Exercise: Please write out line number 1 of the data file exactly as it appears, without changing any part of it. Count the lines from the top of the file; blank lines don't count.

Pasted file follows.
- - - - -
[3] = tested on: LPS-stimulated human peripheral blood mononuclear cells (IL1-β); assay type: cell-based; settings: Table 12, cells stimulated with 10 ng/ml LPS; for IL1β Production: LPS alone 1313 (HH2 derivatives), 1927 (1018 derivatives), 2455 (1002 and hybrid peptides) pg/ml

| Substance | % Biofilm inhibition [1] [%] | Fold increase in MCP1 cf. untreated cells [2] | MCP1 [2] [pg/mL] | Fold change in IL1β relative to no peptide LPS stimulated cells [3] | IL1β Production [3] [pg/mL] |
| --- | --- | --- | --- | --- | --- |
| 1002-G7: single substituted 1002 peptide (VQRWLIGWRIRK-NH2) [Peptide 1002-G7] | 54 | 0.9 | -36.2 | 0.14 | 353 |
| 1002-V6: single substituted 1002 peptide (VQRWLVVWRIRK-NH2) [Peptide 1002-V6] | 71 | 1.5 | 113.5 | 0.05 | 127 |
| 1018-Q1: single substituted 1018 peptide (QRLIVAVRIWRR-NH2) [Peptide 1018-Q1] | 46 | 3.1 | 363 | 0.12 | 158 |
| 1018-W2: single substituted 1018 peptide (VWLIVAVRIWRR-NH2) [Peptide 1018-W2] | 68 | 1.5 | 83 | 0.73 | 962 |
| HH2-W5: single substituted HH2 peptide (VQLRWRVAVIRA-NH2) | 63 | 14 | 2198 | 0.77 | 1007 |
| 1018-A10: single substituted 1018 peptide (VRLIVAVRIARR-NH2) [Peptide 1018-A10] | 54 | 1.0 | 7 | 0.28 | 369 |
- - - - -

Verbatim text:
[3] = tested on: LPS-stimulated human peripheral blood mononuclear cells (IL1-β); assay type: cell-based; settings: Table 12, cells stimulated with 10 ng/ml LPS; for IL1β Production: LPS alone 1313 (HH2 derivatives), 1927 (1018 derivatives), 2455 (1002 and hybrid peptides) pg/ml